Bat­tle for soul of cap­i­tal­ism

Scottish Daily Mail - - City & Finance - Ruth Sun­der­land BUSI­NESS EDITOR

THIS elec­tion presents vot­ers with the most stark choice on the econ­omy since 1979 when Mrs Thatcher came to power.

At the start of her decade-long ten­ure, few, whether friend or foe, imag­ined the scale of the economic and so­cial re­forms that would take place.

The City was opened up to for­eign in­vest­ment by the Big Bang in 1986, pen­sions were lib­er­alised, mort­gage car­tels were bro­ken and right-to-buy for coun­cil houses was in­tro­duced. Mil­lions of small savers also be­came share­hold­ers as in­dus­tries in­clud­ing Bri­tish Gas, BP and, of course, Bri­tish Tele­com were taken out of state hands.

The Labour Party wants to undo most of those re­forms and usher in a so­cial­ist regime with whole­sale re­dis­tri­bu­tion of wealth in­volv­ing puni­tive tax rates and as­set seizures. Swathes of in­dus­try have been ear­marked for re­na­tion­al­i­sa­tion, in­clud­ing rail, Royal Mail, wa­ter and now the broad­band in­fra­struc­ture arm of BT. Sim­i­lar pop­ulist Left­ism is be­ing aired in the US by Bernie San­ders and El­iz­a­beth War­ren, to the hor­ror of more sen­si­ble Demo­crat voices.

Here, both main par­ties have ditched aus­ter­ity and seem to be vy­ing as to who can of­fer the big­gest public spend­ing bribes. Of­fi­cial fig­ures this week are likely to show Gov­ern­ment bor­row­ing is al­ready on the rise due to slower growth. This is just the start.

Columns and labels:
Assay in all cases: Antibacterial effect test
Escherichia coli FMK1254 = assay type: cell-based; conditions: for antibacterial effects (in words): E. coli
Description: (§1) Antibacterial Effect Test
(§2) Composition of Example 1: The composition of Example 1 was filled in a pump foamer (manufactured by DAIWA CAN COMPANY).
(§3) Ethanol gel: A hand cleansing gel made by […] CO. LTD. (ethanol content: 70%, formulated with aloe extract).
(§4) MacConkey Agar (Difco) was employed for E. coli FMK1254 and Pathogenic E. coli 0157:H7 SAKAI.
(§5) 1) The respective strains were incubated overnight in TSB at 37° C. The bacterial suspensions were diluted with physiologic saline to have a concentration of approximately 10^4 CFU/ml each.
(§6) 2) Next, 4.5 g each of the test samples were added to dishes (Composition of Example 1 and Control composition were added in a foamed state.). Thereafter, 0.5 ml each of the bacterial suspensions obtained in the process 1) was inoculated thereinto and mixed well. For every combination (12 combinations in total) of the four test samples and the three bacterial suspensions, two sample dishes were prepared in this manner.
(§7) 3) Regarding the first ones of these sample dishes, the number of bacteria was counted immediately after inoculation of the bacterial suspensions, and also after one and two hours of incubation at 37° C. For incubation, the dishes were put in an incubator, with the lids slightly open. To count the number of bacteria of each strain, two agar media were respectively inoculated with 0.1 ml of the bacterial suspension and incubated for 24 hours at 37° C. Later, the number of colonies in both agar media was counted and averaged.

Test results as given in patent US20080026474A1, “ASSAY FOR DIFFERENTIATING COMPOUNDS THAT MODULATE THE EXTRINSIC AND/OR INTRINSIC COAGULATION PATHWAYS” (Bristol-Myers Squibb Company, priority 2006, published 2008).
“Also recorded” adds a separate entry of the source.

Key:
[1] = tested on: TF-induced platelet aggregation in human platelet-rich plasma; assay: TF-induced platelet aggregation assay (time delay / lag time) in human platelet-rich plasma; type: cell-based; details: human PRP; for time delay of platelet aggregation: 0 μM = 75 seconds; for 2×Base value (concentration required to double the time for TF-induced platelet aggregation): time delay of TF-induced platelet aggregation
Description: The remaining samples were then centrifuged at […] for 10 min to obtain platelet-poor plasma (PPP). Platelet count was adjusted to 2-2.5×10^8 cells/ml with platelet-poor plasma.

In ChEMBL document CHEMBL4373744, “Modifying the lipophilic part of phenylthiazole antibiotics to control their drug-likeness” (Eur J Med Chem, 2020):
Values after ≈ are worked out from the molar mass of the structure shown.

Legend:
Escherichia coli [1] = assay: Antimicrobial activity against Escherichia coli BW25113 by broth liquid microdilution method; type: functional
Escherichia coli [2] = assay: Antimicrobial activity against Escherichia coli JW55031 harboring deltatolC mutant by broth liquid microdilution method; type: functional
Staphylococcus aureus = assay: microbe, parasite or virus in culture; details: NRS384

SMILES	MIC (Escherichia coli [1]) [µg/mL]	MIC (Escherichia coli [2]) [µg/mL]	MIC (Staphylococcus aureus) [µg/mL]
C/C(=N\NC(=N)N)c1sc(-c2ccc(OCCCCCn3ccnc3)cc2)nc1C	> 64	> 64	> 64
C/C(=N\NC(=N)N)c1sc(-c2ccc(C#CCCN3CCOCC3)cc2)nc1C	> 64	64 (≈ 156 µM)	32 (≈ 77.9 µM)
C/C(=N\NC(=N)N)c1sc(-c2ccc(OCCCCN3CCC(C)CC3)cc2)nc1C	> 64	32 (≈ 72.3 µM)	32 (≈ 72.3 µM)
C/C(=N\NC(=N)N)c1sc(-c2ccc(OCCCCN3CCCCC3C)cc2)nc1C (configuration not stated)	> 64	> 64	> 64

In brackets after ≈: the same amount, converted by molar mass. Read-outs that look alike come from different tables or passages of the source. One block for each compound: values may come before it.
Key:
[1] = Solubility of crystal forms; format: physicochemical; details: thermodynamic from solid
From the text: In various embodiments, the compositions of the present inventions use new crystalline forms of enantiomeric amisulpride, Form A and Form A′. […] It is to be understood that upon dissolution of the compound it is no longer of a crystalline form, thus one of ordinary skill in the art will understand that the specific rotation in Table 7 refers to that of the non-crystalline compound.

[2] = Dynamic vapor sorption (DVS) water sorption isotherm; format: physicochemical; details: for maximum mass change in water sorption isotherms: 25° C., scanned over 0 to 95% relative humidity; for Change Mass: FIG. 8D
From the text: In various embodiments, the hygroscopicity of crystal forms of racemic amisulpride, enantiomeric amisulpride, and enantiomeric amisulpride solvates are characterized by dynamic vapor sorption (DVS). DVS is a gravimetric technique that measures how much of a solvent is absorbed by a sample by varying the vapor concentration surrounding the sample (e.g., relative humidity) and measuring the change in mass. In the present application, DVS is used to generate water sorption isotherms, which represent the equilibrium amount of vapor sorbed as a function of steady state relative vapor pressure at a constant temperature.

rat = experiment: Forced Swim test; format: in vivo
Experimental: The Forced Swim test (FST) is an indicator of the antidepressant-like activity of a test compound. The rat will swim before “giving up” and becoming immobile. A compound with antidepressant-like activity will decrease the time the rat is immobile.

If the Tories get in, there will be higher bor­row­ing to in­vest and get the econ­omy through the Brexit bumps, while un­der Labour, John McDon­nell plans to tap the bond mar­kets to fund his rev­o­lu­tion.

But this is not about the de­tail of tax rates or how many bil­lions we go into hock – im­por­tant though those things are. The elec­tion will de­ter­mine the shape of the econ­omy and so­ci­ety for years to come.

ADECADE ago, the fi­nan­cial cri­sis led to wide­spread dis­trust and con­tempt for busi­ness that is not con­fined to er­rant bankers and has not faded away. Jeremy Cor­byn and McDon­nell can see an op­por­tu­nity to ex­ploit peo­ple who feel left behind to plug their rev­o­lu­tion­ary so­cial­ist agenda.

It is telling that the FT last week hosted a de­bate en­ti­tled: ‘Should lib­eral cap­i­tal­ism be saved?’ That would not have oc­curred before the fi­nan­cial crash.

The big­ger pic­ture is that the UK needs to pay its way in a much more com­pet­i­tive world. Ger­many re­cently cel­e­brated the 30th an­niver­sary of the fall of the Ber­lin Wall and the lift­ing of the Iron Cur­tain. Since then, coun­tries that once were largely closed off from in­ter­na­tional trade have come on to world mar­kets, in­clud­ing re­source-rich Rus­sia and China.

It is a sign of the times that China wants to take over the bank­rupt Bri­tish Steel – an in­dus­try where the UK once led the world.

The past three years of rows over Brexit have had a huge cost for the UK econ­omy in terms of im­por­tant ar­eas that have been ig­nored or ne­glected. There has been no en­ergy left over to deal with ur­gent con­cerns for com­pa­nies and en­trepreneur­s, such as re­form­ing busi­ness rates.

If Boris John­son keeps the keys to No10 he needs to re­build re­la­tion­ships with busi­ness that have been put un­der strain and be­come a cham­pion of prag­matic, morally ro­bust cap­i­tal­ism. Should the Con­ser­va­tives fail to do this, Cor­byn and McDon­nell will re­main a threat or new ver­sions of an­t­i­cap­i­tal­ism will emerge. It is not an ex­ag­ger­a­tion to say the fu­ture of cap­i­tal­ism in this coun­try is on the line.

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